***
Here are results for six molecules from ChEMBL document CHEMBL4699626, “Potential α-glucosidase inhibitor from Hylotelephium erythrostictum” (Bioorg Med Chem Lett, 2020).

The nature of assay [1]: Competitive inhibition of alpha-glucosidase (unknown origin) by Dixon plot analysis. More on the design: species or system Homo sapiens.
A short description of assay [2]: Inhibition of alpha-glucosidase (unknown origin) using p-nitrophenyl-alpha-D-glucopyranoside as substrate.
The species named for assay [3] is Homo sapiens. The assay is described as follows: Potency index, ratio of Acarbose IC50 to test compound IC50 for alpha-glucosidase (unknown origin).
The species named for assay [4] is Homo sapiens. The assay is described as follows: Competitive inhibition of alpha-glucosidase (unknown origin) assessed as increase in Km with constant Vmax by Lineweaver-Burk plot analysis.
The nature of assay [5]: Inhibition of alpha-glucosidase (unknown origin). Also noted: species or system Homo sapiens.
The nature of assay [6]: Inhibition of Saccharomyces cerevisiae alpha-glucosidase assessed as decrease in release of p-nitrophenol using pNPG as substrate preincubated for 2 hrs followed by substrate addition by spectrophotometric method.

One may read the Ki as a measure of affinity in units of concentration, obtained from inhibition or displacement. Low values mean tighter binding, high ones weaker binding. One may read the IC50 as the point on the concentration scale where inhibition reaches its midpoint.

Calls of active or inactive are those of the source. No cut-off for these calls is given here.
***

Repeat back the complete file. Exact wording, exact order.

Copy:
Here are results for six molecules from ChEMBL document CHEMBL4699626, “Potential α-glucosidase inhibitor from Hylotelephium erythrostictum” (Bioorg Med Chem Lett, 2020).

The nature of assay [1]: Competitive inhibition of alpha-glucosidase (unknown origin) by Dixon plot analysis. More on the design: species or system Homo sapiens.
A short description of assay [2]: Inhibition of alpha-glucosidase (unknown origin) using p-nitrophenyl-alpha-D-glucopyranoside as substrate.
The species named for assay [3] is Homo sapiens. The assay is described as follows: Potency index, ratio of Acarbose IC50 to test compound IC50 for alpha-glucosidase (unknown origin).
The species named for assay [4] is Homo sapiens. The assay is described as follows: Competitive inhibition of alpha-glucosidase (unknown origin) assessed as increase in Km with constant Vmax by Lineweaver-Burk plot analysis.
The nature of assay [5]: Inhibition of alpha-glucosidase (unknown origin). Also noted: species or system Homo sapiens.
The nature of assay [6]: Inhibition of Saccharomyces cerevisiae alpha-glucosidase assessed as decrease in release of p-nitrophenol using pNPG as substrate preincubated for 2 hrs followed by substrate addition by spectrophotometric method.

One may read the Ki as a measure of affinity in units of concentration, obtained from inhibition or displacement. Low values mean tighter binding, high ones weaker binding. One may read the IC50 as the point on the concentration scale where inhibition reaches its midpoint.

Calls of active or inactive are those of the source. No cut-off for these calls is given here.